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Archive for April 2010



My thoughts regarding the Facebook F8 announcments:

where to even begin….

On a macro note I think this is the beginning of Facebook really really coming into focus on whatever it is ultimately going to become. Attempting to tackle the semantic web is huge and they are taking a very unique and untried approach. There team is waaay smart and they obviously get the web.

On a micro note my suspicion is that the simple gesture of “liking” something will be really natural and nonchalant. I already “like” things often in Google Buzz. I haven’t looked too closely at the API but there were emails going around today on the HTML5 working group mailing list mentioning that it is based on RDFa. I superficially understand RDF (subject-object-predicate expressions. lame examples: Carlos is 29 or Carlos Cardona has the initials CC). I think I got off point..


On the flip side there are the usual privacy concerns. From what I understand the Open Graph is opt-out. So we will see what unfolds there.

Also I thought it was interesting how Bret Taylor, the engineer who came to facebook with the friendfeed acquisition, played such an important role in the keynote and afterward press session. It seemed like he was #2, which surprised me.

Finally, for a brief moment I wondered if this company wasn’t going to be as big as google in 5 years. Which of course is the cliche and meme going around the web today, but I really did ask myself that.

But I kinda forsee one problem. The link that google reverse engineered, the <a href=”">hyperlink</a>, is fundamental to the web. It’s just natural to link from one document to another, hence the web’s creation, growth, ubitquity, etc. The current web is overwhelmingly a link economy. I don’t know that “liking” things will be as natural or ubiquitous as a hyperlink. It’s not that I doubt that it can be. It’s just that I don’t know if it will have the pervasiveness of <a href=”"></a>.

Double finally, I don’t think it’s a great idea that only one company has control of the semantic web. OpenLike much?

Your thoughts?

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Time—the ultimate scarcity economy

I’ve been thinking how time is the ultimate scarcity economy. There is only so much time in a day. I only have so many years before I die. I only have so much attention to spread around and everyday there is too much new stuff to know and learn. Time is the ultimate scarcity economy That is why it is so hard to get people to try new things. They too, whether they realize it or not, at least sense that they have a finite amount of time to do things and an infinite variety of choice. You might say, “What if you could live forever or at least extend your life?” That doesn’t solve the problem because the longer you live the more stuff there is going to be to occupy your attention. It’s not as if you live long enough you will be able to see and know all things. “But what if you could slow down time and experience everything in every moment before moving on to the next moment?” That doesn’t seem to work because a crucial part of living and experiencing is flowing in time with those around us. It might just be that time really is the ultimate scarcity economy. Theres only so much time to go around. Don’t waste your time. :)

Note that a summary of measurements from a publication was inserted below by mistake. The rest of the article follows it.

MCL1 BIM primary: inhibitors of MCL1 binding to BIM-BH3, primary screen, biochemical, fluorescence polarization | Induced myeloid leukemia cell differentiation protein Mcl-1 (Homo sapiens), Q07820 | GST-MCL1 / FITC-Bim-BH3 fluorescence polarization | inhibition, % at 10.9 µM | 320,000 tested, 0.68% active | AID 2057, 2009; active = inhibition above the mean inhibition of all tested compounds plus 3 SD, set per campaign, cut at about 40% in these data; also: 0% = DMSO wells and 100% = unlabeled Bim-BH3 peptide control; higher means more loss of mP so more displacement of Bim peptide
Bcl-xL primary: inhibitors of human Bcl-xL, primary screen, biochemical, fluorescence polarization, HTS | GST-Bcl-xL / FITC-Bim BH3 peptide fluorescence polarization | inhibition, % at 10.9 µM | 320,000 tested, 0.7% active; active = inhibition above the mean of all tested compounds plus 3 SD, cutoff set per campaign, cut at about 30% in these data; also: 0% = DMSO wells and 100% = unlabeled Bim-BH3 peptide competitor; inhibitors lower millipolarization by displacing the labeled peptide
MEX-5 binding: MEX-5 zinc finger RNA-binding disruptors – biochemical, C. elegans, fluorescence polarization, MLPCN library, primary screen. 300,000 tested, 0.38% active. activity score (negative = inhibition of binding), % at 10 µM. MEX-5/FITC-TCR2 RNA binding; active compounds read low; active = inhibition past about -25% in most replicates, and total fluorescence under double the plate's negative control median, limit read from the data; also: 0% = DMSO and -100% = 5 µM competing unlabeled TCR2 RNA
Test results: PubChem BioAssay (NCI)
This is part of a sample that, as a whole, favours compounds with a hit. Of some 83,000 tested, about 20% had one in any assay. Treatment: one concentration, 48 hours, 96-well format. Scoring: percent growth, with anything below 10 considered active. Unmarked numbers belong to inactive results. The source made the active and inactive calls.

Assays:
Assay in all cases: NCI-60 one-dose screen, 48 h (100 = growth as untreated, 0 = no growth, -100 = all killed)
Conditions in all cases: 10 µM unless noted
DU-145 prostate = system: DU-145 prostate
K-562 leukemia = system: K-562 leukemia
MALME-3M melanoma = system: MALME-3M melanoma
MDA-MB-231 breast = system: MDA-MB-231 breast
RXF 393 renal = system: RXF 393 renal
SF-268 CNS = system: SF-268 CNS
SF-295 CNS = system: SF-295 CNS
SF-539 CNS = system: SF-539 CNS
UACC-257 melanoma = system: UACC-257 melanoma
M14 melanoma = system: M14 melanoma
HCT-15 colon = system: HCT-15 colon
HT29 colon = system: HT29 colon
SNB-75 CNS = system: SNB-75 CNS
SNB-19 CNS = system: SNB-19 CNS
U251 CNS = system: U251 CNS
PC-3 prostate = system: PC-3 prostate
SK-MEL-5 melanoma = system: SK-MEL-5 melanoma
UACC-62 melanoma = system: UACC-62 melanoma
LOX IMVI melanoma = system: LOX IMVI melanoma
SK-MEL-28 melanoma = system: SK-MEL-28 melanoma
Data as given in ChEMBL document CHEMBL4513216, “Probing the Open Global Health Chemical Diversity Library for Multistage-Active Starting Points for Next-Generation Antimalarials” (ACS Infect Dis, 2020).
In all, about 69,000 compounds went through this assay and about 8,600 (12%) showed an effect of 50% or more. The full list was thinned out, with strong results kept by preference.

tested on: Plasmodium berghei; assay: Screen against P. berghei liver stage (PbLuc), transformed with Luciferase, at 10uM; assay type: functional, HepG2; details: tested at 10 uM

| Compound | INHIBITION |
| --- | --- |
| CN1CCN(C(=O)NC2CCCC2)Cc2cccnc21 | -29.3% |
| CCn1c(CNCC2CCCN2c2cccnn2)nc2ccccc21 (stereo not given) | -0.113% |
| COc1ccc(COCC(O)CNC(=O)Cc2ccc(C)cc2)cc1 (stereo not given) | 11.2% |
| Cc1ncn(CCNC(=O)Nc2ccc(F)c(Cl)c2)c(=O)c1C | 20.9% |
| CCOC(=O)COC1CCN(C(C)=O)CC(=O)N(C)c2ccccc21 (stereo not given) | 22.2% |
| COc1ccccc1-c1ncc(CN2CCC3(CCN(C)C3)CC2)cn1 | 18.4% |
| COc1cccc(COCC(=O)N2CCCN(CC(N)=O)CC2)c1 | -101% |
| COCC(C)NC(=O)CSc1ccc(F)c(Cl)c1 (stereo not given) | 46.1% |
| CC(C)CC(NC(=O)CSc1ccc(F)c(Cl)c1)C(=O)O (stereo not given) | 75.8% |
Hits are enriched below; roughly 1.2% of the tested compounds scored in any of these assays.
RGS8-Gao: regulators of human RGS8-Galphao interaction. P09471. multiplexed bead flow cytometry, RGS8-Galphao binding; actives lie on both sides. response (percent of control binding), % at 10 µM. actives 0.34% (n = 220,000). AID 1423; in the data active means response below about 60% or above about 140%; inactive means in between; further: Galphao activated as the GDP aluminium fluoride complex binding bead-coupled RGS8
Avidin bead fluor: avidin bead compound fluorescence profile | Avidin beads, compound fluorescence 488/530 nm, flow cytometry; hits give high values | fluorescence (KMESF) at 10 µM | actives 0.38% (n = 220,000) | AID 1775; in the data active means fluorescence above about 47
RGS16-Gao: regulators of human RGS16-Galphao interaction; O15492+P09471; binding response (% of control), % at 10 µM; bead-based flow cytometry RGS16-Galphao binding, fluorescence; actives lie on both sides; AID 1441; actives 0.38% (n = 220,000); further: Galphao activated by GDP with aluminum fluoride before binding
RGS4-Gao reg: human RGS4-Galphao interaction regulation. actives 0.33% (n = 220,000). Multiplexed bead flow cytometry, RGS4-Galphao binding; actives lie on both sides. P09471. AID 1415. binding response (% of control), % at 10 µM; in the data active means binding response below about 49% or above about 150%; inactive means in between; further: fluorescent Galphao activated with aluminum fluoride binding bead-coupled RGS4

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Text to speech on the iPad Tutorial

One of the great things about the iPad is the iBooks app. There are over 60,000 books to choose from with over 30,000 free books from the Gutenberg Project. So while there are thousands of blog posts about how great it is to read on an iPad what most people don’t realize is that the iPad comes with a built in text to speech reader. So now it’ possible to have all of those 30,000 classic works read to you.

This morning I downloaded Gulliver’s Travels and have already listened to over half of it. Below are the steps to take advantage of text to speech on the iPad.

Step 1 Open the Settings

Similar to a Mac or an iPhone/iPod Touch, the iPad has a Settings section where you can handle app specific and system wide preferences.

iPad homescreen

Step 2 Choose General Settings

The left hand column has list items for all of the different parts of the iPad. Choose General

iPad settings

Step 3 Click Accessibility

The “General” settings will appear on your right. At the bottom of the “General” setting is an Accessibility button. Click it.

iPad Settings Page

Step 4 Triple Click Home

iPad, like the iPhone and iPod touch, only has one physical button on the front face. This button is called the “Home Button.” The iPad has a very interesting convention called “Triple Click Home.” This allows you to assign a behavior to a triple click of the Home Button. Click the “Triple-click Home” button located at the bottom right of the right hand “Accessibility” column.

iPad Accesssibilty settings

Step 5 Toggle VoiceOver

The right hand column will now have 3 options. You want to choose “Toggle VoiceOver.” VoiceOver is an amazing accessibility feature that is built into the iPad. A voice will speak any part of the screen that you touch. It changes the interface slightly because you will need to double click to access apps or press buttons (because the first click speaks what you are clicking) but it is extremely useful for making the iPad accessible to blind or poor sighted people.

Choosing “Toggle VoiceOver” allows you to marry this feature to the Triple-click Home behavior.iPad settings page

Step 6 Double Swipe

Ok, that was the “hard part.” Now open your iBook app and choose the book you want to listen to. Make sure that the iPad speaker is turned on. Find the place in the book that you would like to begin and then click your Home Button 3 times rapidly. You should hear a voice confirm that VoiceOver is active.

Now touch the sentence where you would like to begin and then with two fingers swipe downwards. The iPad should begin reading your book out loud! It will continue reading from cover to cover.